On managing expectations
Expectations matter. A lot. Stable institutions in a context of trust are necessary for liberal prosperity. In this sense, the work of government is to manage expectations–to maintain a stable strategic framework within which plans can be formed and cooperative action successfully coordinated over the long term. That is why, for instance, I think quickly restoring a legal and administrative framework for functioning financial markets ought to be among the government’s chief priorities.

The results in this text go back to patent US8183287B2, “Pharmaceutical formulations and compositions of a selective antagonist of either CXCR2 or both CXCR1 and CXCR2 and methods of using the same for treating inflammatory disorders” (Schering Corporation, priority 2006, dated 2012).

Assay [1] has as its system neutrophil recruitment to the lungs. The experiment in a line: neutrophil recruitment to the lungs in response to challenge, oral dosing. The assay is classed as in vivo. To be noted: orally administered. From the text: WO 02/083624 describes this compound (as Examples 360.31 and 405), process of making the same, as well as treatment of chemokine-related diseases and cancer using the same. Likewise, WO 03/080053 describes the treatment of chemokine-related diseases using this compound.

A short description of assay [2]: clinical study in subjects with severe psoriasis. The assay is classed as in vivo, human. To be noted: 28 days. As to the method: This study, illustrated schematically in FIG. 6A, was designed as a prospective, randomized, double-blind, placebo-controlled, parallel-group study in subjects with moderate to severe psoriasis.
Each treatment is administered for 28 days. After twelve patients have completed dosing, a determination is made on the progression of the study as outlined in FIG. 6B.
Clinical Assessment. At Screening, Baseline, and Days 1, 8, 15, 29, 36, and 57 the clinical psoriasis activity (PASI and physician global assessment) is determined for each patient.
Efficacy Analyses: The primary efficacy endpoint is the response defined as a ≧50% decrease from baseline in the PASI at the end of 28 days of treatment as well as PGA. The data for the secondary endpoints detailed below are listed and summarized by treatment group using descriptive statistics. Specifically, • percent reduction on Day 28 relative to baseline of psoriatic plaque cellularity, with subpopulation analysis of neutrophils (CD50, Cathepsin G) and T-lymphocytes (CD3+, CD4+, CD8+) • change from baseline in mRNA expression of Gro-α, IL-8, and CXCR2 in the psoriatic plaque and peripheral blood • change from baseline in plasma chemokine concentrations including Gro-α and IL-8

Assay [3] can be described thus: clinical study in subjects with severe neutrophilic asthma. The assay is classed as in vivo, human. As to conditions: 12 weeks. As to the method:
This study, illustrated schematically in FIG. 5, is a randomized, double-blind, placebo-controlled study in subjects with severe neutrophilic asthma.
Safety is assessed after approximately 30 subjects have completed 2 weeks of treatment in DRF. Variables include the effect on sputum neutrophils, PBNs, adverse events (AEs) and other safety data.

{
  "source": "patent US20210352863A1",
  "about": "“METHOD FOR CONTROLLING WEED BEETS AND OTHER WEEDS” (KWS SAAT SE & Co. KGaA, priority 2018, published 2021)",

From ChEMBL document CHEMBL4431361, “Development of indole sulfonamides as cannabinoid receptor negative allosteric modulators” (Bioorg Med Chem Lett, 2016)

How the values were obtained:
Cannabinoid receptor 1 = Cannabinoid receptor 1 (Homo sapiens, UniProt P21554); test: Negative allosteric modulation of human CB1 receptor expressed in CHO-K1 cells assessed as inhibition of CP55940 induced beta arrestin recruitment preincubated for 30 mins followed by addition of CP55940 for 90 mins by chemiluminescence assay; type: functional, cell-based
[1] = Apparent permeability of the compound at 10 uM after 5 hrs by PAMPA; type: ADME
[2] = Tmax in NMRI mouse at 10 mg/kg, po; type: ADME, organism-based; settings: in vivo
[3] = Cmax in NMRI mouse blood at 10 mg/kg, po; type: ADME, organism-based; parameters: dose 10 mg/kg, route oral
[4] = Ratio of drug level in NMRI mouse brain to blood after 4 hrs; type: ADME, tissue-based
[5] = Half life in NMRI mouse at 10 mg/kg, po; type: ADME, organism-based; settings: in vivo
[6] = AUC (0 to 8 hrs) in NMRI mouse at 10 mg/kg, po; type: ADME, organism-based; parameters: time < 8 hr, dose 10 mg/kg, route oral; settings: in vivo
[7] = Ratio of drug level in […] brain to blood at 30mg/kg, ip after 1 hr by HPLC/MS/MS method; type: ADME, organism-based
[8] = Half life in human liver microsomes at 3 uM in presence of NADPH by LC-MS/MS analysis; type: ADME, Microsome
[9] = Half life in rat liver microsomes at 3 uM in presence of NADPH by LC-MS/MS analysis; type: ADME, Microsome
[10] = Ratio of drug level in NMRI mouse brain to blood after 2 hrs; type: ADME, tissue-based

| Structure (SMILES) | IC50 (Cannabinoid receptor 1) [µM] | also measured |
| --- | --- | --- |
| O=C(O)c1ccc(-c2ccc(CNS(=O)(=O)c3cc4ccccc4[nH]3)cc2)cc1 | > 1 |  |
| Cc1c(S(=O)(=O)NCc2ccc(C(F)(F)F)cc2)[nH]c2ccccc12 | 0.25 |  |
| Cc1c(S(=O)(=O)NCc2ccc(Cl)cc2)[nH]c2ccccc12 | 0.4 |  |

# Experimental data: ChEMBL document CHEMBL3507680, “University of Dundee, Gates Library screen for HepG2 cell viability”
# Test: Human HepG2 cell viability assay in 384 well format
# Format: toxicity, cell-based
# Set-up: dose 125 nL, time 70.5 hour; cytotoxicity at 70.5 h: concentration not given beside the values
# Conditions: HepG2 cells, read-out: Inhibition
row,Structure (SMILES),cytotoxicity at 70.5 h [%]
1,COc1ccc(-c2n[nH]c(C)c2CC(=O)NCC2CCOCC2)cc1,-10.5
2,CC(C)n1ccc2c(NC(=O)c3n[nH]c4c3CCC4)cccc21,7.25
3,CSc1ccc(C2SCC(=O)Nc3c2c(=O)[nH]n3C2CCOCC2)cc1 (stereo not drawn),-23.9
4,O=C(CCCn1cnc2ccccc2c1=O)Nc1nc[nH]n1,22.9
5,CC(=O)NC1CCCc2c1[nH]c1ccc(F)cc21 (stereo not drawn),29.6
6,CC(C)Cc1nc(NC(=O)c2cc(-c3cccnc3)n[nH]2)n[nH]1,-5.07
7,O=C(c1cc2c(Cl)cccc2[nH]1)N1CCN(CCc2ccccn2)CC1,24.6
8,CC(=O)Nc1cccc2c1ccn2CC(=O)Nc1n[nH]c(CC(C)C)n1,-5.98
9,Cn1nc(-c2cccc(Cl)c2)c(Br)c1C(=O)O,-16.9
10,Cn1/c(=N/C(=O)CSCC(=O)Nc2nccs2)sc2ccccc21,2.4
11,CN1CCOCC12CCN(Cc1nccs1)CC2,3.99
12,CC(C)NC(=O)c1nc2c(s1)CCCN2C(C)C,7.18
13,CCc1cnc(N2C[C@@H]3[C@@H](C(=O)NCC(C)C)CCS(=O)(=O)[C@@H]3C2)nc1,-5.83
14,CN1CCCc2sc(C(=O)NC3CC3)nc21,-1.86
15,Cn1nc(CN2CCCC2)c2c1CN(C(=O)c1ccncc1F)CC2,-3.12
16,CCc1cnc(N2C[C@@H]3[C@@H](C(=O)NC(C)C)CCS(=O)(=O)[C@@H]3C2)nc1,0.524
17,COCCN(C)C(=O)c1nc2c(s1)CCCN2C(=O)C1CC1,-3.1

Yet I’m extremely suspicious of what strike me as intellectually contentious, ad hoc interventions into the economy aimed at expectation management. Countercyclical economic mood-control initiatives seem to me inconsistent with the maintenance of a general framework of stable rules — that is, they don’t take the importance of expectations seriously enough — while also smacking of illiberal state propaganda. It’s hard to draw a principled distinction between framework and ad hoc rules, but I think it’s intuitive enough. Steady, predictable expansion of the money supply seems like the good kind of expectation management, while fool-in-the-shower money supply management seems like the bad kind. Likewise, automatic stabilizers, such as the predictable increases in welfare and unemployment transfers during recessions, strike me as greatly preferable to freestyle panic-mode stimulus legislation.
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